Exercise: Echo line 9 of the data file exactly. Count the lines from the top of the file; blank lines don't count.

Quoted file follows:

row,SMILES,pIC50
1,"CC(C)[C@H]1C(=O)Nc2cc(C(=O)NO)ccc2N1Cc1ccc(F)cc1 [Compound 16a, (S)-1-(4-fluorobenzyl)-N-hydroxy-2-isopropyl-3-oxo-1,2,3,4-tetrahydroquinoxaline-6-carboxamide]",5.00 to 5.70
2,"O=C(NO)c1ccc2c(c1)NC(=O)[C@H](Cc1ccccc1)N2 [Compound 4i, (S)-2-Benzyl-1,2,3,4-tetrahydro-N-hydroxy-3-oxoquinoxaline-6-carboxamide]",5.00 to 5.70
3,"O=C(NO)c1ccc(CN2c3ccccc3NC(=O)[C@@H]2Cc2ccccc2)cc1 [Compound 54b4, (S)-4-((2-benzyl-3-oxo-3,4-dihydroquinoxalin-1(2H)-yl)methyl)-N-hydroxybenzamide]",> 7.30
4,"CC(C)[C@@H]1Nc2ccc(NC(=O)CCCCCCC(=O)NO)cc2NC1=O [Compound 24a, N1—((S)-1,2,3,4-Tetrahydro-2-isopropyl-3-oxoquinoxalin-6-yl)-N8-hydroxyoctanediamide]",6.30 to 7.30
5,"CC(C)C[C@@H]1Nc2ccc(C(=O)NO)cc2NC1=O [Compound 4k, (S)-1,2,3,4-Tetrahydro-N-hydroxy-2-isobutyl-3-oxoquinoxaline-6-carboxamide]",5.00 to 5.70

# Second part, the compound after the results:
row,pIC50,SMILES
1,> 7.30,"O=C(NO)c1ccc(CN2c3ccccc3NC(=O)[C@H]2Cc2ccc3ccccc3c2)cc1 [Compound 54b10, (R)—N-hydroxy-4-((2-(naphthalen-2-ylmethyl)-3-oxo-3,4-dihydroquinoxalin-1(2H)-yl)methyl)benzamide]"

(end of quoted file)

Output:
1,> 7.30,"O=C(NO)c1ccc(CN2c3ccccc3NC(=O)[C@H]2Cc2ccc3ccccc3c2)cc1 [Compound 54b10, (R)—N-hydroxy-4-((2-(naphthalen-2-ylmethyl)-3-oxo-3,4-dihydroquinoxalin-1(2H)-yl)methyl)benzamide]"